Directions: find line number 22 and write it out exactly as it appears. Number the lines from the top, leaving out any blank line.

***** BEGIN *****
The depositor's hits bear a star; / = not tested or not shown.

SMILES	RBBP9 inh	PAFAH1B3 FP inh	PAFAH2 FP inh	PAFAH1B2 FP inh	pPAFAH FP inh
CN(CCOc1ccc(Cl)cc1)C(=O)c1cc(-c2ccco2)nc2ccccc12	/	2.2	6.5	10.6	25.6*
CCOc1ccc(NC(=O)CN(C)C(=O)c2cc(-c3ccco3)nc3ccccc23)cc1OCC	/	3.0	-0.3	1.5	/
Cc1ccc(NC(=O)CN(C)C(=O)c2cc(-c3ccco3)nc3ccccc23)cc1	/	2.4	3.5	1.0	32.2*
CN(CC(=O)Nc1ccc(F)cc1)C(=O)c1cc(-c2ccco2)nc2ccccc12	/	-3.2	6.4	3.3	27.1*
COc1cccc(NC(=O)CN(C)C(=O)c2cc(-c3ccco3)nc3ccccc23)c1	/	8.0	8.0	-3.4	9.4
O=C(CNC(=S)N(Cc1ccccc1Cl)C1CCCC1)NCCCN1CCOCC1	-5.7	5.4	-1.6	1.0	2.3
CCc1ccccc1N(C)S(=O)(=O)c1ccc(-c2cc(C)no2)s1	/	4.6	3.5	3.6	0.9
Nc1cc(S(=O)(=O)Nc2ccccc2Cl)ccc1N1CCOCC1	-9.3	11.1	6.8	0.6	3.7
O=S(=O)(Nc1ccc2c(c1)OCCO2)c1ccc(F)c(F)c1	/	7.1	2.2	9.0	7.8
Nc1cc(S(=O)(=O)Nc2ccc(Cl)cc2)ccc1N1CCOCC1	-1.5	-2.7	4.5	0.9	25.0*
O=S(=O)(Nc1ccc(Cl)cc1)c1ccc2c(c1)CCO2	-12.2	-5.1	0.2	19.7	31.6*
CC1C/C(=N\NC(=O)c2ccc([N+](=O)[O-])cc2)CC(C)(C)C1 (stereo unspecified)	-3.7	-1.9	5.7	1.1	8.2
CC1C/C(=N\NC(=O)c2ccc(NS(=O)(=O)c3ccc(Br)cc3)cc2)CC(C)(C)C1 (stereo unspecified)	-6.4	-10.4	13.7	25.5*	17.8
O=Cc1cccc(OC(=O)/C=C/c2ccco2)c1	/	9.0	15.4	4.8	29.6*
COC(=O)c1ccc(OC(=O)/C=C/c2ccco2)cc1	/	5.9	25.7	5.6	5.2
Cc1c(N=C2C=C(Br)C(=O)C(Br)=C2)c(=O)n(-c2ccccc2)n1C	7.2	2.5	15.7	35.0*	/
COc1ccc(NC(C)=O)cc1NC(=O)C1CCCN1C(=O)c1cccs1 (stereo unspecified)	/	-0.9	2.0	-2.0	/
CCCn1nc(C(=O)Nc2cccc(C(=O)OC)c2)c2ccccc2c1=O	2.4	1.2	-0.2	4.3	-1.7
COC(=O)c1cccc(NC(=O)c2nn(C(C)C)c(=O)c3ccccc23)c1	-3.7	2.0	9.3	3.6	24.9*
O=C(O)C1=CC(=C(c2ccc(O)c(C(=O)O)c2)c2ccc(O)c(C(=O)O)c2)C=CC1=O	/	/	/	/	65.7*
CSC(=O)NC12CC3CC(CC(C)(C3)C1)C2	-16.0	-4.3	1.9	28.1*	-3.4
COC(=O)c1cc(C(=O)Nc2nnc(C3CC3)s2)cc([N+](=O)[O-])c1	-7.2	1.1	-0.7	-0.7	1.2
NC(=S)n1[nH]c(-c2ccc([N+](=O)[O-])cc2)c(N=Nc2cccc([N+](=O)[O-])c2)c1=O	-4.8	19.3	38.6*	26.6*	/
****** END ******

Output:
O=C(O)C1=CC(=C(c2ccc(O)c(C(=O)O)c2)c2ccc(O)c(C(=O)O)c2)C=CC1=O	/	/	/	/	65.7*